Know your history.
For my 700th blog post here I thought I would reflect on university histories. Given their nature it’s often struck me as rather surprising that universities and their staff tend not to have a well developed sense of institutional history.
Research matters to universities but they tend not to prioritise maintaining their own records for future researchers. It’s possibly that universities are generally not brilliant at comprehensive record keeping because of their devolved nature and more recently because of the shift from paper to digital but nevertheless there are core records around, for example see Nottingham’s institutional collection. Plus there is enough oral history available from longer established staff to last a lifetime if you ask for it.
Anyway, my contention is that staff at every level of the University need to know more about their institution’s past.
To make this point, a while ago I imposed a quiz on some of my colleagues about the University as it was 60 years previously. The questions included the following (and I’ve added the answers here to avoid any distress):
- In 1950, on 11 July, we had “degree day”. How many ceremonies did we have in July this year in the UK? (Answer – 16 in the summer – but note there were more ceremonies at the Malaysia and China campuses as well as winter ceremonies)
- How many Senate meetings were there in 1949-50? (There were seven. We now have three per annum.)
- How many Council meetings? (There were nine. We now have six a year.)
- In 1949-50, Council had how many members? (37. We now have 25.)
- Senate membership? (A mere 35 members. We now have over 100.)
- Fee for a full-time BA? (It was £31,10s, equivalent in 2013 would be £943.06.)
- Resit fee? (10/6)
Not surprisingly they didn’t do terribly well. Even though these were the easy questions.
A new history
Recently, the University commissioned a new history primarily to cover last the 20 years or so of institutional activity and capture some of the most major changes at Nottingham, including in particular the establishment of the international campuses in Malaysia and China. We were also keen to ensure we recorded a lot of learning and information in a more comprehensive archive than would be publishable (also recognising that the pace of change and move from hard copy to electronic has made record keeping more problematic) but which would be a valuable resource for future historians.
The previous history (in two large volumes) by Dr B H Tolley covered mainly the period 1948, the year the institution received its Royal Charter, through to 1988, with plenty of material too from the earlier period of the operation of University College Nottingham since its inception in 1881.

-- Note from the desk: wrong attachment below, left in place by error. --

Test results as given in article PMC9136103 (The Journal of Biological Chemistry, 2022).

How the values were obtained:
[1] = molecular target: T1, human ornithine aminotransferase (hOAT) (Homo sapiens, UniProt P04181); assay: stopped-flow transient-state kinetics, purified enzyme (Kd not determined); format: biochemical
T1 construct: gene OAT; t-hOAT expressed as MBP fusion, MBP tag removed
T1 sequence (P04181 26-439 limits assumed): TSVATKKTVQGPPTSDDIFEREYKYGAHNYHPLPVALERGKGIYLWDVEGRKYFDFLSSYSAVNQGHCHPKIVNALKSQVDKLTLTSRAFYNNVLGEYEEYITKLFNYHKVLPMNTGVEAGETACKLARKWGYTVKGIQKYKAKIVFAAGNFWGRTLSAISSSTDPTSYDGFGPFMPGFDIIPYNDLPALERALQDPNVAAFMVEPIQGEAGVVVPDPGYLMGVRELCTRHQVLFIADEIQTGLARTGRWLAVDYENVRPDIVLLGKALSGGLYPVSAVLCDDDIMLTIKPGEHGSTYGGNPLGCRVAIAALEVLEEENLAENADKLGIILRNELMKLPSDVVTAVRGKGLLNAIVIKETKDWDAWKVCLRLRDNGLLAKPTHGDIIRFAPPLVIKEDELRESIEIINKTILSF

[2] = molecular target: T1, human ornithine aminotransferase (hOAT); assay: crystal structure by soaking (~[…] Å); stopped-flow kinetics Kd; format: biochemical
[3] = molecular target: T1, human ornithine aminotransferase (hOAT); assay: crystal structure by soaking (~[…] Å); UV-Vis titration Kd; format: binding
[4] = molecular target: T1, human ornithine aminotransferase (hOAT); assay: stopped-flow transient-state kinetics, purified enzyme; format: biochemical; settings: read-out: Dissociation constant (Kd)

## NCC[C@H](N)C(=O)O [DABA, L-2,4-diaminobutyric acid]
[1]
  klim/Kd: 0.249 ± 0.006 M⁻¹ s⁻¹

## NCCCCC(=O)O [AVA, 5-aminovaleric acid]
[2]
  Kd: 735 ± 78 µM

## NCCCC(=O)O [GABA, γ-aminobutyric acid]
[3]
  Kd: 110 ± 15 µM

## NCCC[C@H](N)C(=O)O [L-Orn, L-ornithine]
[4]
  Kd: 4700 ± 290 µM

Whilst Tolley’s magnum opus offered comprehensiveness it lacked a certain degree of readability. I believe there are still copies available through Amazon (although not at bargain prices).
Beyond this though there are other accounts of the University of Nottingham, its Vice-Chancellors and the estate. A previous post commented on the souvenir brochure from this event which included more details of the Trent Building design.
My favourite is the 1928 book (unnamed) which dates from the opening of Trent Building by King George V. A brief silent film records the event:
Nottingham’s New University
Jesse Boot, in his foreword to this 1928 publication, commented:
At the moment of the opening by His Majesty the King, when the stones of the coming University are still unweathered by time, it is difficult to appreciate the full significance of this educational development. Thousands of students yet unborn will pass along the corridors and learn in the lecture rooms, and wrest the secrets from nature in the laboratories. Their work will link still more closely industry with science, add to the honour of the City and help to increase the well-being of our nation.
The significance of this is that there is a common thread running from Boot’s original vision for the new University College through the Royal Charter to the current strategy of the University.
There are other important milestones in the University’s history. For example, knowing that Gandhi spoke to a packed Great Hall back in 1931 gives additional depth to our international strategy.
The visit of Einstein who, as this video recounts, delivered a spectacularly unsuccessful lecture to a mixed audience of Germanists who understood no physics and physicists who knew no German (but he did leave some interesting formulae on a blackboard):
Remembering that students campaigned very hard to secure Senate representation over a number of years in the late 1960s and that in 1968 John Dunford, President-elect of the Students’ Union (and recently awarded an Honorary Degree by the University), was the first student to address the Senate.
And of course the cultural landmark that was the first public performance by Paul McCartney and Wings back in 1972.
All of these provide context and a reminder that the success any institution enjoys today is built on the hard work, commitment and brilliance of previous generations of academics and professional services staff. It is clear from the 1928 book referring to the very early days of the University College that there were many challenges during its development: